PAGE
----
Thursday, October 20, 2022

Alpha Tensor

In a recent post, Bill used the announcement of a new AI multiplication algorithm to discuss the applications of Strassen's famous algorithm. For this post I'd like to focus on the new algorithm itself, Alpha Tensor, the algorithm behind the algorithm, what it has actually accomplished and what it means for us theorists. 

To multiply two 2x2 matrices in the usual way you need eight multiplication steps. In 1969 Strassen surprised the world by showing how to multiply those matrices using only seven multiplications.

You can recurse on larger matrices. For 4x4 matrices you can use 72=49 multiplications instead of the naïve 64. In general for nxn matrices you need roughly nlog27 ≈ n2.81 multiplications.

No one has found an algorithm for 4x4 matrices that uses less than 49 from recursing on Strassen. Alpha Tensor does so for the special case of working over GF[2], where addition and subtraction are interchangeable. Their algorithm does not work for general fields such as the real numbers.

Here's the full table of Alpha Tensor results from the Nature paper for multiplying a nxm matrix by a mxp matrix. The Modular column is for GF[2] and the standard column is for general fields. Alpha tensor does improve on the best known for general fields for specific problems like multiplying a 3x4 matrix by a 4x5 matrix. Much of the press failed to make this distinction for 4x4 multiplication leading to some confusion.

What does this mean for theory? Recursing on 4x4 matrices now reduces the time for matrix multiplication to roughly n2.78 nowhere close to the best theoretical upper bound of about n2.37. The Alpha tensor result may be more practical though time will tell.

Manuel Kauers and Jakob Moosbauer shortly after Alpha Tensor announcement, reduced the 5x5 case over GF[2] to 95 multiplications. Nice to see the last word isn't by machine (yet!) but that shouldn't reduce the excitement over Alpha Tensor. Often we see a breakthrough followed by a small improvement. Note that 95 multiplications for 5x5 matrices won't give a faster asymptotic algorithm for nxn multiplication than Strassen.

What excites me the most is not the algorithm, but the algorithm to find the algorithm. Alpha Tensor uses the tools that AlphaZero used to play Chess and Go to search the large search space of potential algorithms using Monte Carlo Tree search, basically searching at random and learning and updating the probabilities of the search. Before using machine learning, we had few good approaches to searching large combinatorial spaces of this nature. 

In general, most new algorithms come from new approaches, not just from the structural decomposition we see in matrix multiplication so theorists won't be out of a job anytime soon. Nevertheless this is just another lesson that using ML has dramatically improved our ability to search through a large number of possibilities looking for a specific solution.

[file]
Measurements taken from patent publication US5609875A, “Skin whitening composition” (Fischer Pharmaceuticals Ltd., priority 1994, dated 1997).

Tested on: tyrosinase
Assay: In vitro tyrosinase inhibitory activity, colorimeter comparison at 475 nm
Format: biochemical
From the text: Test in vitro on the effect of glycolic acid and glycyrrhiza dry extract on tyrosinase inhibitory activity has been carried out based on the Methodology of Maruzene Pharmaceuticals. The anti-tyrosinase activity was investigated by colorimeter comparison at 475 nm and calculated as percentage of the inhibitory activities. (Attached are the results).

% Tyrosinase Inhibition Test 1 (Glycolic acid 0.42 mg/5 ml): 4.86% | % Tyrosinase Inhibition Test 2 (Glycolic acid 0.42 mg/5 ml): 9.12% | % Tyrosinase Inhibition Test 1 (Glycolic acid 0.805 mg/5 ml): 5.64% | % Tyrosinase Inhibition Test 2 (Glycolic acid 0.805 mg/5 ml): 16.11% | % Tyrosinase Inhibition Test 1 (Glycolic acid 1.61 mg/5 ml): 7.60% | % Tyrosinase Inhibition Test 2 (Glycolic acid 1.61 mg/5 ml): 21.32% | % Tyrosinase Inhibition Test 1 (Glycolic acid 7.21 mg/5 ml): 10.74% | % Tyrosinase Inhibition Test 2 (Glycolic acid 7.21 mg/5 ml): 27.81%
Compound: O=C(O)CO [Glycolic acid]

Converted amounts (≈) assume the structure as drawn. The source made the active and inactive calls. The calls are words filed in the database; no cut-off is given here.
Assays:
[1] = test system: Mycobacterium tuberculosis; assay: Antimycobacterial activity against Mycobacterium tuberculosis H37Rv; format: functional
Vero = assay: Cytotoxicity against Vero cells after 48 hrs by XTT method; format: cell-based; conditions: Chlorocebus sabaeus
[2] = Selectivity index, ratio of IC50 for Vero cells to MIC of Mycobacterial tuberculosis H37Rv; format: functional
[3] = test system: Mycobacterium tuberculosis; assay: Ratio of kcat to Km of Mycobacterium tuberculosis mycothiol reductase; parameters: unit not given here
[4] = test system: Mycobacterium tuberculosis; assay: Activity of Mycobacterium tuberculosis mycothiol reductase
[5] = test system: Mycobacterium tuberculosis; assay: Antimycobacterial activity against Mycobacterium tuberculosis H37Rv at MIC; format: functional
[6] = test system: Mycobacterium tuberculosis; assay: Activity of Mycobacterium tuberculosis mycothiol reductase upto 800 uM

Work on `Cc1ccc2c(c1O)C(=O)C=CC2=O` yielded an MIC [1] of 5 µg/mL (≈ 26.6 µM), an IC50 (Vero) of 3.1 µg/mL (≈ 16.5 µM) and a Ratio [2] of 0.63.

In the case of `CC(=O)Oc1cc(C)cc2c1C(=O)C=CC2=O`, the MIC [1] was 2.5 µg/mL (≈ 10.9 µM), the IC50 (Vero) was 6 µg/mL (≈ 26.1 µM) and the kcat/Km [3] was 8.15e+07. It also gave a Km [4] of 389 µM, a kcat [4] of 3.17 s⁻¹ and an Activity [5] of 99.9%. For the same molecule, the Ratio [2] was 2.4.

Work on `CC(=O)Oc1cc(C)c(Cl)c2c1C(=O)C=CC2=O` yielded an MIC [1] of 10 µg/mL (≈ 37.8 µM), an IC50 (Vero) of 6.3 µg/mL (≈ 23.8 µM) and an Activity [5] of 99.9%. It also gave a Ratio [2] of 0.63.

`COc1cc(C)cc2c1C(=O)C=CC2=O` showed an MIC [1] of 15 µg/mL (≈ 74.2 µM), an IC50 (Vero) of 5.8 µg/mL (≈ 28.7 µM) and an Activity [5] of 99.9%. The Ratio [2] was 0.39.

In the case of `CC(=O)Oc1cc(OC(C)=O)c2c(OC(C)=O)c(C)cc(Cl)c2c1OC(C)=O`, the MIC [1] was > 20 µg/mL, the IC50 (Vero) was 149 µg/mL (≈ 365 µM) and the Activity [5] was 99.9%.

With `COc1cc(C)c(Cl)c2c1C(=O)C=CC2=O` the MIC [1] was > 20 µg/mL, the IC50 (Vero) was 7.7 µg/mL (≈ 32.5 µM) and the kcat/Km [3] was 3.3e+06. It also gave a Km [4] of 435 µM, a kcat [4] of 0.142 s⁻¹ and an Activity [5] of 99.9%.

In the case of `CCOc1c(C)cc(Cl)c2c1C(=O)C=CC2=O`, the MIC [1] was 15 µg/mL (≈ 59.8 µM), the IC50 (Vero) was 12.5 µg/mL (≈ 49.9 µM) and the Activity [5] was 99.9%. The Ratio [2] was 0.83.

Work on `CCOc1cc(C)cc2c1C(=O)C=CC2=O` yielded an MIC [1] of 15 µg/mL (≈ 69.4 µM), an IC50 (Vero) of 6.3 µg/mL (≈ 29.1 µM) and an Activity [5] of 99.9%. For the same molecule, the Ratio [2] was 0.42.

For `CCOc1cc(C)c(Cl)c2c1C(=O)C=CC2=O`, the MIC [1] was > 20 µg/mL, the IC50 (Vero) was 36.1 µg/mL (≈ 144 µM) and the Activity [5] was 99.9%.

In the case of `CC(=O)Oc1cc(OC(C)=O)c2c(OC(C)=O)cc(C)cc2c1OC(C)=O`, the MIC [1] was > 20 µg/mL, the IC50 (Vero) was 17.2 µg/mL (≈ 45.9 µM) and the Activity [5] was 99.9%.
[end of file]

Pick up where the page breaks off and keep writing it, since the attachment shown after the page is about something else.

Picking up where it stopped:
The Alpha Tensor Nature paper was submitted in October of 2021. A year is eternity in the ML world. I wonder what is happening now that we don't know about.


  1. It is not the main point of your post, by I do not understand the following statement (read also elsewhere): "Often we see a breakthrough followed by a small improvement." For 5×5×5, AlphaTensor went from 98 multiplications to 96, and Kauers & Moosbauer from 96 to 95. I have hard time considering the first as a "breakthrough" and the second as a "small improvement". Especially since it becomes harder and harder to reduce the number of multiplications… Also one can have a look at Kauers & Moosbauer technique: This is an clever computer search. Ok this does not use the trendy Deep Learning technology, but both are of the same nature!

    I am not saying that Alpha Tensor result is uninteresting of course. But I wonder (not really…) why there is so much buzz around it, while concurrent approaches that are not worse, nor older or more classical, are overlooked. Otherwise stated, there are a lot of exciting new techniques to produce algorithms, and Deep Learning is merely one of them.

    1. I didn't mean to diminish the work of Kauers and Mossbauer but would they have even attempted their work if it wasn't for AlphaTensor showing such improvements are possible?

  2. The excitement (or fear) about Deep Learning is because it is a general purpose method that can in principle work for many problems without human intervention/creativity.

  3. Isn't Monte Carlo algorithm considered/classified as a probabilistic algorithm; ie, not machine learning?or both?
    (Sorry if my comment doesn't make sense for you, I have once studied a course on probabilistic algorithms and I do remember Monte Carlo algorithms but never worked machine learning)

    1. Monte Carlo is a term generally used for randomized algorithms. Monte Carlo Tree Search is a method for searching game trees by choosing random moves, that surprising produced some of the first decent Go program. AlphaGo honed the MCTS process using deep learning to beat the best humans.

  4. MC tree search is a wonderful technique for sure. But IMO the magic is still by Strassen back in '69, to come up with his idea of using 7 mults for 2x2 - what's in those 7 terms, and how they combine in two ways to produce the two left diagonal and the two right diagonal terms, is genius!!